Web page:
Harbinger Capital Management founder Philip Falcone is under fire over his bid to acquire the minority of steel-fabricator Schuff International that he doesn’t already own.
Falcone’s HC2 Holdings vehicle in May acquired a 65% stake in Schuff from its controlling family. The company has since increased that to 70%—and wants to get it to 100%. So it has made a tender offer for the remaining shares.
The only problem is, those over-the-counter shares are now trading for more than the $31.50 HC2 paid for them and wants to pay for the rest. But critics say Falcone is taking unfair advantage of the lax disclosure rules that OTC stocks are subject to. And at least three class-action law firms are planning lawsuits.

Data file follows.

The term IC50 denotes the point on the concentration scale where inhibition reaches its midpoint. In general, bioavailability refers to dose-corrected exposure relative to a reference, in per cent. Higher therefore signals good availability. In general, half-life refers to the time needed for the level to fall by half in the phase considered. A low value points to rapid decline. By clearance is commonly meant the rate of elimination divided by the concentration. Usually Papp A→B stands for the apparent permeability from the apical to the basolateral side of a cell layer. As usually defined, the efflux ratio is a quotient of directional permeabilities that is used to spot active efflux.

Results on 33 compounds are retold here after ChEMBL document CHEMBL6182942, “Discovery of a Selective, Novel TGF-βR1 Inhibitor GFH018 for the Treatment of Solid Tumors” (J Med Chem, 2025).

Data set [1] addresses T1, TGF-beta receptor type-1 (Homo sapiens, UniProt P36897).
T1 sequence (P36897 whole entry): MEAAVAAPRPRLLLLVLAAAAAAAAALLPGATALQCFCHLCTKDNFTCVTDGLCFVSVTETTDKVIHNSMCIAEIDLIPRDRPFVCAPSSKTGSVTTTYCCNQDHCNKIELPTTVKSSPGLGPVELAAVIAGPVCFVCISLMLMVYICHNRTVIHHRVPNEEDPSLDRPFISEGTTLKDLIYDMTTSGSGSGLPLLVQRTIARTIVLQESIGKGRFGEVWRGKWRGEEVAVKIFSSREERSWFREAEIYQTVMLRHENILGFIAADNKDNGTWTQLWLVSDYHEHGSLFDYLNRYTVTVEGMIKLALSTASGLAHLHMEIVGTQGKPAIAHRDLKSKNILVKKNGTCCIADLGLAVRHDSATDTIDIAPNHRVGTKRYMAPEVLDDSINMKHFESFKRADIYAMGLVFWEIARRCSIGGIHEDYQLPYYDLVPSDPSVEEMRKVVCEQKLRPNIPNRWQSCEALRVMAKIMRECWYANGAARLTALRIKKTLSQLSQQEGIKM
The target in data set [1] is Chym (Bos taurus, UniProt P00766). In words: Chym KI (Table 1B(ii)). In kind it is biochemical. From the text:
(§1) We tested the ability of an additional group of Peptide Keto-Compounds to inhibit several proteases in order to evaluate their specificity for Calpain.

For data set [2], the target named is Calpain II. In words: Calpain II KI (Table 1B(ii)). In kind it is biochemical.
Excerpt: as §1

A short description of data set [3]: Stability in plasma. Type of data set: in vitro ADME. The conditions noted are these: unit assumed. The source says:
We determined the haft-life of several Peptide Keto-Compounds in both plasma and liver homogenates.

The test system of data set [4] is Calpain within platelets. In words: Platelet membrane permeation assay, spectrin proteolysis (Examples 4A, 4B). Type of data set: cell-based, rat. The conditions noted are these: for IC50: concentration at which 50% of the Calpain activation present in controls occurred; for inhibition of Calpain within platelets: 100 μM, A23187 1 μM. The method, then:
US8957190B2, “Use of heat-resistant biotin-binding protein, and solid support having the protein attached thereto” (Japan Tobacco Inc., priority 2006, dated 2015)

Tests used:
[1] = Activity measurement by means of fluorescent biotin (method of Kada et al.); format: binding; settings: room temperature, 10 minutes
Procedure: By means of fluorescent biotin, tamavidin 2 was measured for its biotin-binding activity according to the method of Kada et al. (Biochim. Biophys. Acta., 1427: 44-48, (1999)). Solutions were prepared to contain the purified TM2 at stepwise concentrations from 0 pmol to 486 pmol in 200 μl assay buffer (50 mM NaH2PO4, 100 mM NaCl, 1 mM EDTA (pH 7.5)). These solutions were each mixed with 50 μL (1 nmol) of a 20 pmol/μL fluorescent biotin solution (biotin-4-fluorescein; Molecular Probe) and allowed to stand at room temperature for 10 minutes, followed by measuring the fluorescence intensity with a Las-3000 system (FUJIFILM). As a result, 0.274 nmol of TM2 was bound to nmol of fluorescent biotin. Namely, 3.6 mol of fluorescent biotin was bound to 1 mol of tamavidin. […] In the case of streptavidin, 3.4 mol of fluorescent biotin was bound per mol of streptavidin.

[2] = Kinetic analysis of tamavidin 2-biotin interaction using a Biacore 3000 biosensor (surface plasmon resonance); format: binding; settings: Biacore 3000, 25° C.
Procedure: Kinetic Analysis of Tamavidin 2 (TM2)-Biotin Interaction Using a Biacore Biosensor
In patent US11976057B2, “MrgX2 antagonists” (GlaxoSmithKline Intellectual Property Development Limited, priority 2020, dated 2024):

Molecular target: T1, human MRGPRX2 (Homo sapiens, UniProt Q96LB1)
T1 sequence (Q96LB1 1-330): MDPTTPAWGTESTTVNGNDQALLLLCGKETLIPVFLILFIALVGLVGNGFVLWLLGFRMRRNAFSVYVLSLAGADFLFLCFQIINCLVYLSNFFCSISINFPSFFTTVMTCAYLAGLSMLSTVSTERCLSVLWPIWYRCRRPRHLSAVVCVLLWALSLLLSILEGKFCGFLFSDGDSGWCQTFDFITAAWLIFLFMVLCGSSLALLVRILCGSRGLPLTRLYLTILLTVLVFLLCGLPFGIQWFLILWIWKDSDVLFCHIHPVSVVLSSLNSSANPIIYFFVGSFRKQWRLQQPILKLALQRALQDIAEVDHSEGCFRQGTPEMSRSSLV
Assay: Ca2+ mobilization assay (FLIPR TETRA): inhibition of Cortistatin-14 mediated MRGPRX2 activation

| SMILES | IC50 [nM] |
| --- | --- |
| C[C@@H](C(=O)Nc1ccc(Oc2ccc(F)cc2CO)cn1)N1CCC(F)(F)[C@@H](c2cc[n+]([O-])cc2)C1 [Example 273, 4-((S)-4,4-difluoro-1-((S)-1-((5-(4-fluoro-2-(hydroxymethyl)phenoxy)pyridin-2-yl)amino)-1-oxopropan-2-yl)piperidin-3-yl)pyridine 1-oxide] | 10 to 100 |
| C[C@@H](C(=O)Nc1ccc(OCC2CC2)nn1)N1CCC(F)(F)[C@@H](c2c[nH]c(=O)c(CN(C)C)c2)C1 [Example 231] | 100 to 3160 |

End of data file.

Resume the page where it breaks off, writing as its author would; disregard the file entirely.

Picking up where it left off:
“Most investors don’t have a clue what’s going on,” Randy Katz, a lawyer at Baker & Hostetler, told the New York Post. “It’s an enterprise ripe for [Falcone] to come in and take over without paying full value.” Katz said OTC investors frequently don’t know they have the right to reject a tender offer.
“We are not forcing anyone to do anything,” a source close to HC2 told the Post. “They can either tender or not.”
That is, until HC2’s stake hits 90%. Then the company can force the remaining shareholders to sell at a price similar to that paid in the tender offer.